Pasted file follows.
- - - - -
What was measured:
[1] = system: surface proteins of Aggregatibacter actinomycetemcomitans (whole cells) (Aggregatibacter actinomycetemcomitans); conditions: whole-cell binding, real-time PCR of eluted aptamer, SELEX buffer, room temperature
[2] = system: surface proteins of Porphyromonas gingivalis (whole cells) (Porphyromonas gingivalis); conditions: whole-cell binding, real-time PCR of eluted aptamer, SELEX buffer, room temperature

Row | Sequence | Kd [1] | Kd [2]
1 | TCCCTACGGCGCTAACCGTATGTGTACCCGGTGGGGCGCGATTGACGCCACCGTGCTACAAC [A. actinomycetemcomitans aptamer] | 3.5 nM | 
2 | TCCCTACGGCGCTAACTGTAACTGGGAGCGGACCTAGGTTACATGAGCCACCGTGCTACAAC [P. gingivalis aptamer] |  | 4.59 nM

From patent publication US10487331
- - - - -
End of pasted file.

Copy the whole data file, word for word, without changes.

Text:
What was measured:
[1] = system: surface proteins of Aggregatibacter actinomycetemcomitans (whole cells) (Aggregatibacter actinomycetemcomitans); conditions: whole-cell binding, real-time PCR of eluted aptamer, SELEX buffer, room temperature
[2] = system: surface proteins of Porphyromonas gingivalis (whole cells) (Porphyromonas gingivalis); conditions: whole-cell binding, real-time PCR of eluted aptamer, SELEX buffer, room temperature

Row | Sequence | Kd [1] | Kd [2]
1 | TCCCTACGGCGCTAACCGTATGTGTACCCGGTGGGGCGCGATTGACGCCACCGTGCTACAAC [A. actinomycetemcomitans aptamer] | 3.5 nM | 
2 | TCCCTACGGCGCTAACTGTAACTGGGAGCGGACCTAGGTTACATGAGCCACCGTGCTACAAC [P. gingivalis aptamer] |  | 4.59 nM

From patent publication US10487331